specialised iconographic identification, especially important in religious and

mythological painting. Throughout, Springer remained sceptical of the Nazareneinfluenced

insistence on identifying a painting’s contents as an array of symbols and

allegories and on taking this as the final word. 136 Thus he sees the great necessity for

the third step, investigating the broadest background of meanings, such as the

various systems of philosophy and the arguments between them, or the popular

myths which to him explained much about Christian symbolism; in other words, the

level of meaning that Panofsky was to call iconology. The crucial factor is of course

that these steps can be seen both separately and as interrelated. 137

The last major issue is the biography of the individual artist. At this point

Rößler could use the recent work by Karin Hellwig, Von der Vita zur

Kunstlerbiographie which traces the genre from the eighteenth to the mid nineteenth

century, to which this report will return briefly in Part II. 138 By 1870 the genre rose

afresh, in the context of intensified methodological and ‘textorganisatorisch’ thinking

about the use of the various genres of art historical writing. 139 On the one hand there

was the proliferation of the widest-ranging kinds of handbooks. Springer had

132

‘teilnahmslose Abstraktion’, ‘fleischlose Innerlichkeit’, ‘Gefühl persönlicher Nichtigkeit’, Rößler, 57.

133

Rößler, 40.

134

Rößler, 84 ff..

135

‘Wirkungsästhetische Kriterien’, Rößler, 86.

136

Rößler, 90.

137

Rößler, 86 ff.

138

Karin Hellwig, Von der Vita zur Künstlerbiographie (From the Vita to the Artist’s Biography), Berlin:

Akadmie Verlag 2006.

139

Rößler, 111.

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Stefan Muthesius

Towards an ‘exakte Kunstwissenschaft‘(?)

himself written one of the most successful ones, but the academic ranking of this

genre and their overall intellectual usefulness was already being cast into doubt.

The definitive trend was towards the individual specialised investigation, be it part

of the life of an artist, or, most likely homing in on one or a group of objects,

invariably published as articles in the new specialised periodicals. 140 Quoting

Springer himself: ‘Do not generalise but individualise’. 141

A dominant issue for the biography is the Romantic stress on individual

genius and the psychological aspect of the actual creative act. With regard to the

former, Springer stated that ‘without the cult of hero there is no writing of

history’. 142 With regard to the creative act Springer had provided a model of a more

empirical kind of investigation with his minute observations of the sequence of

Raphael’s drawings. Furthermore, the work of art can be elevated to the expression

of human potential generally 143 and the creative act, as a process, becomes a

‘metaphysicum’. 144 But while the artist is seen as an agent who is able to react to the

adversities of contingency, 145 one may also stress that a biography provided the

opportunity for a different kind of thinking, kind of thinking, one which places the

individual into a wider cultural and historical context, combining the particular

with the general. Lastly, there is the pure literary merit of the genre. Springer

himself maintained that an art historical biography is a ‘created work of art’. 146

Springer’s Raffael und Michelangelo, a highly complex work of two intertwined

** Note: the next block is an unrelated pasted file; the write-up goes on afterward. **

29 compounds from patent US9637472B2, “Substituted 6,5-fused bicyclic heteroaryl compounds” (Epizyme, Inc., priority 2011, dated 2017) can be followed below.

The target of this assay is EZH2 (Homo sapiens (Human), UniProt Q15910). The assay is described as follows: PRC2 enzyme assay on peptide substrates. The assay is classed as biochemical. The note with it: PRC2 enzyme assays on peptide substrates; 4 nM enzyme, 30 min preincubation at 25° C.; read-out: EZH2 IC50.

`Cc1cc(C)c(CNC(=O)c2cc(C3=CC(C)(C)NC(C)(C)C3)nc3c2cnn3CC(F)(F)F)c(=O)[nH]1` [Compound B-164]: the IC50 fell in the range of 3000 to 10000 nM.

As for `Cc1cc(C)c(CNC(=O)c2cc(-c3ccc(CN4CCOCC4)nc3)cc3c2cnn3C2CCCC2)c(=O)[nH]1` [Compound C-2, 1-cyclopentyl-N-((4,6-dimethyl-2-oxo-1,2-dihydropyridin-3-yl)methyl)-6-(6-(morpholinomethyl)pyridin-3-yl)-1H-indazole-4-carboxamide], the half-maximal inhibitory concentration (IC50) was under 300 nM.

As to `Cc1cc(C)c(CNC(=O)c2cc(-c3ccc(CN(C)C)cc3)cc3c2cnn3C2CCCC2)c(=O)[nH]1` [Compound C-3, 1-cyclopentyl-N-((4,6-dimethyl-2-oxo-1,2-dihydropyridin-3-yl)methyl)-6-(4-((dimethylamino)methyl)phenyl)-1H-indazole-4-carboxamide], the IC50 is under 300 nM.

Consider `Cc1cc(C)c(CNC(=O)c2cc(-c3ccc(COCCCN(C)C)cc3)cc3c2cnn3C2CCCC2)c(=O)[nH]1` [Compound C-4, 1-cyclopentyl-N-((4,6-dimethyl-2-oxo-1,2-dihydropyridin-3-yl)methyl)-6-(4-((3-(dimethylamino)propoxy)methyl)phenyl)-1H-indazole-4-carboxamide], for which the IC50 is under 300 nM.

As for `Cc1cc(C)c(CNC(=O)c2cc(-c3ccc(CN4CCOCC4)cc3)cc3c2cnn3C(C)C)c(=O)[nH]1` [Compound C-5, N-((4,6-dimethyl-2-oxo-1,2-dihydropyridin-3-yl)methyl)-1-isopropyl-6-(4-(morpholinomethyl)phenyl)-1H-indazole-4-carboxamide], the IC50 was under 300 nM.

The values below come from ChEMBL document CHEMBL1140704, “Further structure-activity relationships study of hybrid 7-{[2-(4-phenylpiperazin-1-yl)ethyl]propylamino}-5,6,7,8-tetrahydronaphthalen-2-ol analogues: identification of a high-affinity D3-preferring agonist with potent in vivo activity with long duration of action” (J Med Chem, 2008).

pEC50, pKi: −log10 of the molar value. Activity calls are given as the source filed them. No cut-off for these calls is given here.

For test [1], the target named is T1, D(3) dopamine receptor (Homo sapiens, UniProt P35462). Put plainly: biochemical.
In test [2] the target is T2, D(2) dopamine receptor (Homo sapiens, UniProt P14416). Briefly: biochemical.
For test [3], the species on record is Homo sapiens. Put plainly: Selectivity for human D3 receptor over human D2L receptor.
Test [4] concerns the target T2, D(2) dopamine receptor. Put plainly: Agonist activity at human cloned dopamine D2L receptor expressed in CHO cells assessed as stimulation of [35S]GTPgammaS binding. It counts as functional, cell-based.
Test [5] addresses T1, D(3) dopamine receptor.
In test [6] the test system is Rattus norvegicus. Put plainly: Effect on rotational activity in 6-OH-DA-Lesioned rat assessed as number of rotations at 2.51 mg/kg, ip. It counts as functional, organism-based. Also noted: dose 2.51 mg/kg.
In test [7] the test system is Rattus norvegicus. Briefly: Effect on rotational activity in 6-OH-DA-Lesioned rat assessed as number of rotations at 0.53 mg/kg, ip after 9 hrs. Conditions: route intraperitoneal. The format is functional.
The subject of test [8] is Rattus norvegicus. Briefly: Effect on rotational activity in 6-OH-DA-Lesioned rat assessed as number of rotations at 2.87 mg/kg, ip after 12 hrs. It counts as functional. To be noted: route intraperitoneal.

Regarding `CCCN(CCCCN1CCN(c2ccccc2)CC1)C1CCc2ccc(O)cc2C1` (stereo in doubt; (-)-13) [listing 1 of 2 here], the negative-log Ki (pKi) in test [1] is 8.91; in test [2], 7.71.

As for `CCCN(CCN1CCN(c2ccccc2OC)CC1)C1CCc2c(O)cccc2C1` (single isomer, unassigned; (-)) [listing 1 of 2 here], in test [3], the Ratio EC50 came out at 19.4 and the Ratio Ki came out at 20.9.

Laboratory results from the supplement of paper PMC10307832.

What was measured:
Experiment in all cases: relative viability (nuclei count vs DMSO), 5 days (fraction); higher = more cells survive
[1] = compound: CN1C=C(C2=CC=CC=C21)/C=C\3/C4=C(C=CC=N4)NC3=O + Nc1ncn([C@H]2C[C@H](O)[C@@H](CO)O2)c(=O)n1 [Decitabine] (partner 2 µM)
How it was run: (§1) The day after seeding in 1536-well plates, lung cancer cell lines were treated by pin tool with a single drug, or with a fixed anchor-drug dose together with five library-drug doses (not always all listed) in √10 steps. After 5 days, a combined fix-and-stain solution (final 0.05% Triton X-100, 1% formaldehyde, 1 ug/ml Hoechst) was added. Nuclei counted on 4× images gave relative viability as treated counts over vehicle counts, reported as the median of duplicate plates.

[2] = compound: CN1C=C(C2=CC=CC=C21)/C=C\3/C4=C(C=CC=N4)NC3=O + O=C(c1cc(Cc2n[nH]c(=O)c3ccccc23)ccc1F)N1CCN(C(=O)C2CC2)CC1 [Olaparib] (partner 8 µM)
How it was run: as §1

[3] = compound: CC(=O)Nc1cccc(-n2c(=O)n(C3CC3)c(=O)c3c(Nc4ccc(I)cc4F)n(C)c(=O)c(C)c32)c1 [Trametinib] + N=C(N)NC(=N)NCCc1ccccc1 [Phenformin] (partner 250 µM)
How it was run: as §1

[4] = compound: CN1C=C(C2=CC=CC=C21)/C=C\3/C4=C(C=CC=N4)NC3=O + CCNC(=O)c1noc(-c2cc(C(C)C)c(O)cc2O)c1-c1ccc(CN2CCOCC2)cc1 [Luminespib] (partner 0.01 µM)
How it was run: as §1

biographies was held by many to be his best work. 147 Such a modern artistic

biography needed quite specific new narrative techniques. 148 It had to use the

principles of ‘Kausalnexus’ and it had to be free of the anecdotal and aphoristic. 149

Again Springer followed his literary friend Freytag who declared his realist cultural

history-oriented fiction as close to Sachtexte – to non fictional texts. 150 In reference to

recent literary research Rößler comes out with the seemingly paradoxical postuate:

‘The [realistic] novel as paradigm of the modern concept of reality’. 151 Rößler

undertook a counting of action verbs in Springer’s Raphael – Michelangelo

biography, where their relative frequency evokes a continual movement in space

and time, which brings this text close to the dynamic ideal of narrative in the

‘realklassizistischen’ novels. 152 As a distant parallel one is reminded here of the way

in which so many later nineteenth century history books are illustrated, regardless

140

Rößler, 8.

141

‘Nicht generalsieren sondern […] individualiseren muss man [...]’, quoted in Rößler, 78.

142

‘Ohne Heroenkultus gibt es keine Geschichtsschreibung’, quoted in Rößler, 127.

143

‘Das Kunstwerk zum Ausdruck des menschlichen Vermögens zu erheben’, Rößler ,94.

144

‘Der schöpferisch Akt wird damit als Prozess zum Metaphysikum’, Rößler, 94.

145

‘Die Fähigkeit des Künstlers als reaktionsfähiges Subjekt die Widrigkeiten der Kontingenz in den

schöpferischen Akt zu integrieren’, Rößler , 94.

146

‘Kunstschöpfung’, Rößler, 142, 170, 171.

147

Rößler, 125.

148

Rößler, 162.

149

Rößler, 136 139.

150

Rößler, 107, 122 162.

151

‘Der Roman als Paradigma der modernen Wirklichkeitsauffassung’, Rößler, 171.

152

‘In der Parallelhandlung die kontunuirliche Bewegung von Raum und Zeit evoziert, die dem

dynamischen Erzählideal der realklassizistischen Prosa nahekommt’, Rößler, 140.

30


Stefan Muthesius

Towards an ‘exakte Kunstwissenschaft‘(?)

of the period they are dealing with, by the nineteenth century painters’

interpretation of the events.

The second part of Rößler’s book deals with Carl Justi and here is the table

of contents, greatly shortened:

Justi: “the translator of art”.

Beyond Hegel. The concept of individuality and the history of art.

Inverted Theology. Winckelmann and his Contemporaries.

The Controversies over Morelli.

Herman Grimm: Goethe’s importance in our Times.

Goethe and Justi. Justi’s fictions. Plato and the pessimistic history (Las